Text: H.R.3774 — 113th Congress (2013-2014)All Bill Information (Except Text)

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Introduced in House (12/16/2013)


113th CONGRESS
1st Session
H. R. 3774


To amend title V of the Social Security Act to eliminate the abstinence-only education program, and for other purposes.


IN THE HOUSE OF REPRESENTATIVES

December 16, 2013

Ms. Lee of California (for herself, Mr. Moran, Ms. Moore, Ms. Schakowsky, Mrs. Capps, and Mr. Farr) introduced the following bill; which was referred to the Committee on Energy and Commerce, and in addition to the Committee on Appropriations, for a period to be subsequently determined by the Speaker, in each case for consideration of such provisions as fall within the jurisdiction of the committee concerned


A BILL

To amend title V of the Social Security Act to eliminate the abstinence-only education program, and for other purposes.

Be it enacted by the Senate and House of Representatives of the United States of America in Congress assembled,

SECTION 1. Short title.

This Act may be cited as the “Repealing Ineffective and Incomplete Abstinence-Only Program Funding Act of 2013”.

SEC. 2. Findings.

Congress makes the following findings:

(1) The United States has the highest rate of teen pregnancy among its peers in the developed world. In 2012, 3,952,937 babies were born to teenagers aged 15 to 19 years. From 2007 to 2011, the birth rates among African-American and Hispanic teens were more than two times higher than the rate for White teens. From 2011 to 2012, both the number of births and the fertility rate for Asian or Pacific Islander women rose, by 7 percent and 4 percent, respectively.

(2) While young people in the United States ages 15 to 24 make up only 25 percent of the sexually active population, they acquire about 50 percent of the 19,700,000 new sexually transmitted infections (STIs) every year. The Centers for Disease Control and Prevention (CDC) reported that the rate of chlamydia diagnoses among persons ages 15–24 in 2011 was four times higher than the general population. According to the CDC, young people ages 13 to 24 account for 25 percent of the estimated 50,000 new HIV infections each year; every month 1,000 teenagers or young adults are infected with HIV. African-American adolescents ages 13 to 19 years are disproportionately affected by HIV, accounting for only 15 percent of the adolescent population, but comprising 67 percent of the estimated HIV diagnoses in 2011. Since 2008, new HIV cases specifically among young Black men who have sex with men (MSM) ages 13 to 24 have increased by 20 percent.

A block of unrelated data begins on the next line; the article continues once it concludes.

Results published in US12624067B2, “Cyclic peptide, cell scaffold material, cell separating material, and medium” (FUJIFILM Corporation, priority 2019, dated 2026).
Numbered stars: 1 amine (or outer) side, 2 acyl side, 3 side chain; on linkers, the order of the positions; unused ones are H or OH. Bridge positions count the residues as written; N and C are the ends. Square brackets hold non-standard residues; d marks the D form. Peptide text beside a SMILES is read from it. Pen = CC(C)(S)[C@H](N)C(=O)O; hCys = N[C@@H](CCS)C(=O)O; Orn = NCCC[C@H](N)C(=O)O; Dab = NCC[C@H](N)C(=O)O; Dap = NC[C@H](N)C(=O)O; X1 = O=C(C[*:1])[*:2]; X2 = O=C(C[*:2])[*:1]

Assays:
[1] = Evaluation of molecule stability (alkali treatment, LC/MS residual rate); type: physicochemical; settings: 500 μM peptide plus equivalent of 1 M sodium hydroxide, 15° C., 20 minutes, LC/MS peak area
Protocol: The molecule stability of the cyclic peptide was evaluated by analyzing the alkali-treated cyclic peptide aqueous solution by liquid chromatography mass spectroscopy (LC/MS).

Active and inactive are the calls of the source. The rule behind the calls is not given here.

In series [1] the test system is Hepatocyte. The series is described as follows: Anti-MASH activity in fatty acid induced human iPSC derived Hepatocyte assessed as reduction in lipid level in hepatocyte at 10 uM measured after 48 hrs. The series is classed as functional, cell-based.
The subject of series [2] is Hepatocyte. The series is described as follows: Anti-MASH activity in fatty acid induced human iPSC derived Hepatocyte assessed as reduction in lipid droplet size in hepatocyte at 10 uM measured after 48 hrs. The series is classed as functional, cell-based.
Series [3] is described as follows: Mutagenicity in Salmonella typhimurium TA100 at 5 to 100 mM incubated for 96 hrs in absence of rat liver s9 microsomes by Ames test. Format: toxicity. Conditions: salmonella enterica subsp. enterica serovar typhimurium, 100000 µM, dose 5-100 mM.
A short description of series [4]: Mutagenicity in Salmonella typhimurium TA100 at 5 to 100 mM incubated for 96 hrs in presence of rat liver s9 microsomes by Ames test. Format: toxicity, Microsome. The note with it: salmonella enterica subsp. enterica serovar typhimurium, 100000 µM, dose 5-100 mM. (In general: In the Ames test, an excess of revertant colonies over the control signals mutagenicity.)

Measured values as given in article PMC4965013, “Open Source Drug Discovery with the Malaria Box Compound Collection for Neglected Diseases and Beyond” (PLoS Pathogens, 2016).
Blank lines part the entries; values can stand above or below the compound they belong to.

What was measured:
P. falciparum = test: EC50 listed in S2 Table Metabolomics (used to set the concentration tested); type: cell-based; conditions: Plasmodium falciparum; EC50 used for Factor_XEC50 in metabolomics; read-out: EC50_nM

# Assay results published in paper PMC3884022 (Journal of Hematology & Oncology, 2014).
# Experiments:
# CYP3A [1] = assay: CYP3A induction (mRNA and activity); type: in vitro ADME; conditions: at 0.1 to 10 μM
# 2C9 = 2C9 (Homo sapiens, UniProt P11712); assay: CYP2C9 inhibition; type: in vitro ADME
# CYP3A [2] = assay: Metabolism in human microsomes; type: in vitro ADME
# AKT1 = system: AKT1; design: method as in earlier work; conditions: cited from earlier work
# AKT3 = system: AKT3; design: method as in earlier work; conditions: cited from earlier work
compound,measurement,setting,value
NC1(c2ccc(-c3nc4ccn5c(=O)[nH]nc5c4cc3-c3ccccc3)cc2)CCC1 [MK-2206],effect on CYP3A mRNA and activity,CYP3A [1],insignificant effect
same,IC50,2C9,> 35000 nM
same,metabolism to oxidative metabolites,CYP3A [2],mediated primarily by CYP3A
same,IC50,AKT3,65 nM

(3) Abstinence-only-until-marriage programs have been discredited by a wide body of evidence, including most notably in a congressionally mandated study in 2007 which found these programs ineffective in stopping or delaying teen sex, reducing the number of reported sexual partners, reducing reported rates of pregnancy or sexually transmitted infections, or otherwise beneficially impacting young people’s sexual behavior. The Institute of Medicine of the National Academy of Sciences recommends the termination of such programs because they represent poor fiscal and public health policy.

(4) Programs funded through title V, section 510 of the Social Security Act are required to adhere to a stigmatizing, shaming, and stereotyping eight-point definition of “abstinence education.” This definition promotes marriage as the only acceptable family structure; ostracizes lesbian, gay, bisexual, and transgender (LGBT) youth; stigmatizes youth who have been sexually abused; and denies information to sexually active youth.